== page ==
Specificity of phonological representations in U.S. English-speaking late talkers and typical talkers

Philip R. Curtis*, Christopher Ryne Estabrook, Megan Y. Roberts, Adriana Weisleder

*Corresponding author for this work

Research output: Contribution to journalArticlepeer-review

Abstract

Late talkers are a heterogeneous group of children who experience delayed language development in the absence of other known causes. Late talkers show delays in expressive phonological development, but less is known about their receptive phonological development. In the current study, U.S. monolingual English-speaking typical talkers (TTs) (n = 23, mean age = 26.27 months, 57% male; 78.3% White) and late talkers (n = 22, mean age = 24.57 months, 59% male, 72.7% White) completed a Looking-While-Listening task to assess their sensitivity to mispronunciations. Results revealed that late talkers and TTs looked to the referent of a word for a shorter duration when it was mispronounced than when it was correctly pronounced, suggesting they were sensitive to mispronunciations. However, there were no significant differences between the two groups in their sensitivity to mispronunciations.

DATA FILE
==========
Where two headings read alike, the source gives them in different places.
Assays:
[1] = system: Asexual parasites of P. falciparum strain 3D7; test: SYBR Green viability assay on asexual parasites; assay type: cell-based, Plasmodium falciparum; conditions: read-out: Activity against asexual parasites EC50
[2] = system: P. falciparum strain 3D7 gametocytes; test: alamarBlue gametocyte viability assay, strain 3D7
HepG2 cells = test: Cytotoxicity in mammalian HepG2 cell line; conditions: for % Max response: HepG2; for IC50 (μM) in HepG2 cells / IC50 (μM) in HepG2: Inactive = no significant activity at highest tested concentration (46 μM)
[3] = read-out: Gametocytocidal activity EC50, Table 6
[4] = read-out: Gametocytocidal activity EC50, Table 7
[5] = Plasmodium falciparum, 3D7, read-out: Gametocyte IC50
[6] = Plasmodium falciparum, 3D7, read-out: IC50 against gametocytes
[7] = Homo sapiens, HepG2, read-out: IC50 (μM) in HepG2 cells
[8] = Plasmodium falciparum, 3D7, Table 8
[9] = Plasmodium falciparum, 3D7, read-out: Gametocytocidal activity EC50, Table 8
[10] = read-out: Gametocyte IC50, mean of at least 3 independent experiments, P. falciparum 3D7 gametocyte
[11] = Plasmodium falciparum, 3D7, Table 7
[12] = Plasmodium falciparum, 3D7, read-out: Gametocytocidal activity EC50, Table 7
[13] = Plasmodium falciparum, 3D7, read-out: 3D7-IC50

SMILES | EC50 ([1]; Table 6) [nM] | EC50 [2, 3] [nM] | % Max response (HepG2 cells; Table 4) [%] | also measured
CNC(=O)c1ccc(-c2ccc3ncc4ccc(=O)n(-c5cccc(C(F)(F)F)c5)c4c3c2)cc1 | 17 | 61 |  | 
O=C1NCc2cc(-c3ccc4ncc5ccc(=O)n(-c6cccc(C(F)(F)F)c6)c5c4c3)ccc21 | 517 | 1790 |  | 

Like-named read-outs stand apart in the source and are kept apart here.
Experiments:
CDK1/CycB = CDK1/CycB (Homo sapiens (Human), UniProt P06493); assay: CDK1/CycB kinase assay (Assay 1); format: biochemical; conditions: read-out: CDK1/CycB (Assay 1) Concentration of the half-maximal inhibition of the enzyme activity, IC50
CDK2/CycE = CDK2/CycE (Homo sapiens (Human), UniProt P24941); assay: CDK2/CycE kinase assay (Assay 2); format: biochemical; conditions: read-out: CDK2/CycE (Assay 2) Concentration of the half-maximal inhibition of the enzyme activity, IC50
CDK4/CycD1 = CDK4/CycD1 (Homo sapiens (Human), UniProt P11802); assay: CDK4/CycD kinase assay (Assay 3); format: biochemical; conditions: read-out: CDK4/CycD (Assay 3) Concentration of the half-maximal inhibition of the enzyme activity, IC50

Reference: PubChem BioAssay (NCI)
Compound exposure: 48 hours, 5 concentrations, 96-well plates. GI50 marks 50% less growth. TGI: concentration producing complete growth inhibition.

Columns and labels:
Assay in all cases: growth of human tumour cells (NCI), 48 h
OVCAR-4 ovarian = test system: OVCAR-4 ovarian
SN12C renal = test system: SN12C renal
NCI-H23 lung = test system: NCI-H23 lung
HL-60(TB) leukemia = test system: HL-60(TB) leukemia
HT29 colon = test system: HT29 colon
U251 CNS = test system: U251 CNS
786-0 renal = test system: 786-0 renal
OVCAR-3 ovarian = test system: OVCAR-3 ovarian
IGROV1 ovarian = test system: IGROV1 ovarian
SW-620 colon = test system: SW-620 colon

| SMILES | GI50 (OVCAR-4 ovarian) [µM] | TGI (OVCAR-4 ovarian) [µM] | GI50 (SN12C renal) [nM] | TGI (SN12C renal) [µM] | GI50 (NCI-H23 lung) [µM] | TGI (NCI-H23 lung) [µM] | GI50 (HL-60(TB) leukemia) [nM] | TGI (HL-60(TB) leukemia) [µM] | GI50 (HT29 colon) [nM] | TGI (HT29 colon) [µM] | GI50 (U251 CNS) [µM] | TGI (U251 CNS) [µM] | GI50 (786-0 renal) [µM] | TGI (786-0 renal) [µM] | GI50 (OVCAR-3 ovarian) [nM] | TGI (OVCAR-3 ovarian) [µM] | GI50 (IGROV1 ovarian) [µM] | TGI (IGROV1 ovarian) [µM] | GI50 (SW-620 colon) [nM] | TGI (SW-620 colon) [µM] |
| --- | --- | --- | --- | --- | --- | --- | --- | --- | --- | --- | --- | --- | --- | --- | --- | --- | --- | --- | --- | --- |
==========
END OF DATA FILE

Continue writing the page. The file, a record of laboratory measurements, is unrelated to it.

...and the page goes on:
Original languageEnglish (US)
Pages (from-to)771-792
Number of pages22
JournalInfancy
Volume28
Issue number4
DOIs
StatePublished - Jul 1 2023

ASJC Scopus subject areas

  • Developmental and Educational Psychology
  • Pediatrics, Perinatology, and Child Health

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